Schneier on Security
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February 24, 2005
Airport Screeners Cheat to Pass Tests
According to the San Franciso Chronicle:
The private firm in charge of security at San Francisco International Airport cheated to pass tests aimed at ensuring it could stop terrorists from smuggling weapons onto flights, a former employee contends.
All security systems require trusted people: people that must be trusted in order for the security to work. If the trusted people turn out not to be trustworthy, security fails.
Posted on February 24, 2005 at 8:00 AM
• 15 Comments
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Apparently they're cheating wasn't good enough as they still only caught 90% of the decoys. 90%?! Shouldn't screeners (whether cheating or not) be expected to spot more than 9 of 10 of the decoys (or real bad guys?) It's that tenth passenger that has me worried.
If the system is predisposed to reward those that cheat and lie (and I'll avoid the obvious examples of the US Presidential elections, the justification of the Iraq war, and deconstruction of Social Security) then why is it any surprise that the system regularly fails the test of fairness and honesty?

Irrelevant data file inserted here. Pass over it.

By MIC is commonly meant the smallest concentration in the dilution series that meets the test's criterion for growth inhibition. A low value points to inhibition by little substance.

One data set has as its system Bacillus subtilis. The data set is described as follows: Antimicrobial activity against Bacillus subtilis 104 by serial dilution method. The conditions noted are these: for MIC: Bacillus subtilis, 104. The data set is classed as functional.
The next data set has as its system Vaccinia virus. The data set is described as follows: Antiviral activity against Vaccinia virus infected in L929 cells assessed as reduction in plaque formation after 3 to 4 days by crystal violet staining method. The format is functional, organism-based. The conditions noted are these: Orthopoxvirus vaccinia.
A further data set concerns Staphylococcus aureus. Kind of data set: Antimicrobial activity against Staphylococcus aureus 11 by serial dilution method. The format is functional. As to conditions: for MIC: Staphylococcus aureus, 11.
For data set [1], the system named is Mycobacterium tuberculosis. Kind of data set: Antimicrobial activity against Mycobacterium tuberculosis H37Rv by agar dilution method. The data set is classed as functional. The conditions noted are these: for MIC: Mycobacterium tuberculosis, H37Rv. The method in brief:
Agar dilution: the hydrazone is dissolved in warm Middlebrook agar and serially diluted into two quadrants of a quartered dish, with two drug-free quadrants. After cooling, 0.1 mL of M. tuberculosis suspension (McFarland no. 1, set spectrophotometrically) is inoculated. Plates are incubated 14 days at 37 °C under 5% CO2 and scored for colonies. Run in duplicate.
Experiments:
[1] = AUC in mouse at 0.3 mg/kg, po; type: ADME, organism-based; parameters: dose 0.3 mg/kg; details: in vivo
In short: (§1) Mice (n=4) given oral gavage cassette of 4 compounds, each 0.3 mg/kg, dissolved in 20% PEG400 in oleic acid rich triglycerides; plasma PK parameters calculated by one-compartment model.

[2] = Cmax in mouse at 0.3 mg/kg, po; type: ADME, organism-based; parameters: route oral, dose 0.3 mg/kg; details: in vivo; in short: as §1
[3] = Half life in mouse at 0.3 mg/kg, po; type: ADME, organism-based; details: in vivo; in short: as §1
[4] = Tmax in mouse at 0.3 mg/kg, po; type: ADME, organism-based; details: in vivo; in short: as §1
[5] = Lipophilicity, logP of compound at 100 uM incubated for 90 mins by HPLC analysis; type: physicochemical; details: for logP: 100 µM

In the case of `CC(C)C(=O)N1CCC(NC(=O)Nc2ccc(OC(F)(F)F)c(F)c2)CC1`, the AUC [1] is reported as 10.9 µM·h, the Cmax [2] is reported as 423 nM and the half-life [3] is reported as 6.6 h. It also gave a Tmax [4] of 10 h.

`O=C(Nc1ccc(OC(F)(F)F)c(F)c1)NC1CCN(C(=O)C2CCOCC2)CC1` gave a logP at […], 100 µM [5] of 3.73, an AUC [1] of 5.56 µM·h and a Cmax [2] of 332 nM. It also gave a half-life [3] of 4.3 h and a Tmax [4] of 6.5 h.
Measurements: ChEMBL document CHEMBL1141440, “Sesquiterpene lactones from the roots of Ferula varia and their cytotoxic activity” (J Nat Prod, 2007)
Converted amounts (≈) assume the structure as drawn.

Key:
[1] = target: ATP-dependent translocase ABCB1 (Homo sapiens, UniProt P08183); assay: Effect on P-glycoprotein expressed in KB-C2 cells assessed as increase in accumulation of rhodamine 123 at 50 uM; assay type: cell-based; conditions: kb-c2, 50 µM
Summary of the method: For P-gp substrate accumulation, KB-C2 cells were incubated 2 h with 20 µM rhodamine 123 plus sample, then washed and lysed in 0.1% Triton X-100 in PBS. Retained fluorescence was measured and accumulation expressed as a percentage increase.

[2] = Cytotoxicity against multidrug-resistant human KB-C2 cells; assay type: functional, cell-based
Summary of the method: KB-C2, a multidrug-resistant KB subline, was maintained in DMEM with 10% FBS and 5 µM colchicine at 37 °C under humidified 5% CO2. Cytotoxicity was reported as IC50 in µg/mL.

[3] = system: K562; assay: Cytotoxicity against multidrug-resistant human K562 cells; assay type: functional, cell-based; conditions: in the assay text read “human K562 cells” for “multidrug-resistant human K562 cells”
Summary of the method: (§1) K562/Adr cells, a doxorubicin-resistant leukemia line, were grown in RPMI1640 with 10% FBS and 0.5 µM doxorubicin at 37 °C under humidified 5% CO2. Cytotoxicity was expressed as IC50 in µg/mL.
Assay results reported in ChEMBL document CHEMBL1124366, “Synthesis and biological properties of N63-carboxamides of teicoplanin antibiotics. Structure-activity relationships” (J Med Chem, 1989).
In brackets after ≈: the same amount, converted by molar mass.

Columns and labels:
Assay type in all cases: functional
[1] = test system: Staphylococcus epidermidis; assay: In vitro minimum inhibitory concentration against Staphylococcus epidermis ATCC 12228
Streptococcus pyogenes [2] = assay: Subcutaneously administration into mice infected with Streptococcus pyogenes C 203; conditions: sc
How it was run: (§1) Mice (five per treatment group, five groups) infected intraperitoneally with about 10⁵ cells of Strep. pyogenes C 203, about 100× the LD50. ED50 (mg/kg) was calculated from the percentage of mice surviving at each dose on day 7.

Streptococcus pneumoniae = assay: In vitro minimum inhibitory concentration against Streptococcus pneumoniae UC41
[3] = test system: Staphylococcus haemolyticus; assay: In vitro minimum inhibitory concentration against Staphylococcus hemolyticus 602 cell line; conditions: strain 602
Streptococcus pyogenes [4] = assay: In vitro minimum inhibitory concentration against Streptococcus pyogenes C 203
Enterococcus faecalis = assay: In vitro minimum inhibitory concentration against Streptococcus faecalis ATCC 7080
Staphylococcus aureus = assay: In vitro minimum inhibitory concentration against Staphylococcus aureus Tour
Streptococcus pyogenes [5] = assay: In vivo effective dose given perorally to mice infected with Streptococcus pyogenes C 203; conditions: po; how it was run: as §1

There is a heavy cost associated with being honest and genuine, which cheating is designed to cleverly avoid. Strong authentication with auditing and penalties are meant to reconcile this discrepancy and perhaps even deter cheaters by magnifying risk. But with a system that shows real reward from cheating justice, it makes perfect sense to find people slipping through in pursuit of their own goals.
I think Americans will find it increasingly hard to maintain a free culture of safety and security when the people they allow to run their national security system have a questionable history of misrepresenting the truth for personal and partisan gain.
Note that the point of airport security is to *deter* hijackers, not *catch* them. You don't have to have 100% security for this.
If you wanted to do something nasty on an airplane, would a 90% chance of getting caught by security convince you not to try? How about 60%?
Interesting viewpoint. It seems to come from experience?
To answer you directly, current data shows that even with the slimmest chance of evading detection (far less than 1%), suicide bombers make daily attempts to blow up civilian targets.
Common sense in security should tell us we can not rely alone on deterrence, since we can not know what will truly deter someone over time. It's impossible and foolhardy to try. The textbook case is someone who is a well-known threat, with clear intent to harm innocents. To ensure safety, they must be captured and not simply turned away at one entry point to try again elsewhere. The point of airport security, therefore is to both deter and capture hijackers. We may never *achieve* 100% security, but it should be as high as possible and the TSA *should* be perceived as fair but impenatrable to be effective.